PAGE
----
To address these questions, we measured the activity of populations of single motor units from the genioglossus in control and OSA subjects breathing quietly while awake. We investigated both peripheral and central causes for the alterations in genioglossus EMG activity seen in OSA. We hypothesized that firing rates would be higher in OSA and that unit types with an inspiratory firing pattern would occur more frequently. Some data from this study have been previously presented in abstracts (Saboisky et al. 2006b, 2007a; Butler et al. 2007).

Methods

  1. Top of page
  2. Abstract
  3. Methods
  4. Results
  5. Discussion
  6. References
  7. Appendix

Studies were performed on seven male healthy age-matched volunteers and nine male subjects with untreated obstructive sleep apnoea (OSA). Anthropometric details of the group are given in Table 1. The data from one control subject who had full polysomnography (see below) came from a previous study (Saboisky et al. 2006a). All other control and OSA subjects were new. All subjects gave informed written consent to the procedures, which had been approved by the Human Research Ethics Committee of the University of New South Wales. The study conformed with the Declaration of Helsinki. All subjects underwent a formal sleep study and a separate neurophysiological examination.

Table 1.  Group data for OSA and control subjects
 ControlOSA
  1. OSA: Obstructive sleep apnoea, BMI: Body mass index; AHI apnoea/hypopnea index; ESS: Epworth sleepiness scale. mean ±s.e.m. for the inspiratory time, expiratory time, ventilation, tidal volume, mean inspiratory flow and respiratory frequency. For each group a mean value is derived from the mean for each subject. There were no significant differences for the ventilatory data between the two groups (P > 0.05). † Values for BMI, neck circumference and AHI were significantly larger in the OSA than control group (P > 0.05).

Subjects79
Age (years)45 ± 4  51 ± 5  
BMI (kg m−2) 24 ± 0.533 ± 3†
Neck circumference (cm)40 ± 1 43 ± 1†
AHI (events h−1)7 ± 254 ± 4†
ESS5.8 ± 1.58.3 ± 2.0
Inspiratory time (s)1.9 ± 0.21.6 ± 0.1
Expiratory time (s)2.5 ± 0.22.4 ± 0.2
Ventilation (l min−1)8.2 ± 0.69.2 ± 0.4
Tidal volume (l)0.59 ± 0.040.60 ± 0.03
Mean inspiratory flow (l s−1)0.32 ± 0.020.37 ± 0.02
Respiratory frequency (breaths min−1)13.8 ± 0.7115.8 ± 0.88
Number of units7999

Sleep studies

All subjects underwent full overnight polysomnography with recordings of the electroencephalogram, electrooculogram, chin and surface electromyographic activity (EMG) from tibialis anterior, electrocardiogram, nasal (pressure) and oral flow (thermister), respiratory (chest and abdominal) movements, oxyhaemoglobin saturation (pulse oximeter) and body position. All signals were recorded for offline analysis (EMBLA, Reykjavik, Iceland). The apnoea-hypopnoea index (number of apnoeas plus hypopnoea per hour of sleep) was determined using AASM guidelines (American Academy of Sleep Medical Task Force, 1999). The Epworth sleepiness scale (ESS) assessed subjective sleepiness.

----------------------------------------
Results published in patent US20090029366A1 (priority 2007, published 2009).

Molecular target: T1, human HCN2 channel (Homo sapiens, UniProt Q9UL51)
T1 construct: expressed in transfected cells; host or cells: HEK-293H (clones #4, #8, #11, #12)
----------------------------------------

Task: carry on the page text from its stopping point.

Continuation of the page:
Neurophysiological studies

Subjects breathed quietly through a sealed nose mask connected to a pneumotachometer (3700 series, Hans-Rudolph Inc, Kansas City, MO, USA) with their mouth closed (Fig. 1A). The flow signal was integrated to give volume. Subjects lay comfortably supine and relaxed, breathed quietly and remained awake throughout the procedure. All EMG recordings were obtained during periods when subjects experienced minimal or no discomfort as measured with a 10-point Borg scale. There was no difference between the control or OSA subjects in the discomfort they felt during recordings (control 1.5 ± 0.4 and OSA 0.7 ± 0.3, mean ±s.e.m.). However, for one control subject the experimental procedures were stopped prematurely after significant discomfort was reported.

image

Figure 1. Recording of single motor unit activity in the genioglossus A, experimental set-up showing subject lying supine. The monopolar electrode was positioned 10 mm posterior to the genial tubercle of the mandible and 3 mm from the midline with the reference electrode over the left mandible and a ground electrode above the right clavicle. Subjects breathed through a nasal mask that was connected to a pneumotachograph. The dotted rectangle under the chin indicates where the ultrasound transducer was positioned. B, an image recorded in the sagittal plane using ultrasonography to show the location and depth of geniohyoid and genioglossus muscles and the site of insertion of the monopolar electrode. C, from bottom to top traces, the raw EMG, rectified and integrated EMG (time constant, 50 ms, calibration 0–40 μV), flow, volume, instantaneous frequency plots for 2 units, and the superimposed motor unit potentials for each unit (inset). Two simultaneously recorded units increase their discharge in phase with inspiration. Unit 1 was classed as Inspiratory Tonic and Unit 2 as Inspiratory Phasic. Inset calibrations 400 μV and 2 ms. D, a typical example of an averaged motor unit potential (∼50 sweeps). The shaded modulus indicates the area measured; duration and peak to peak amplitude were also measured.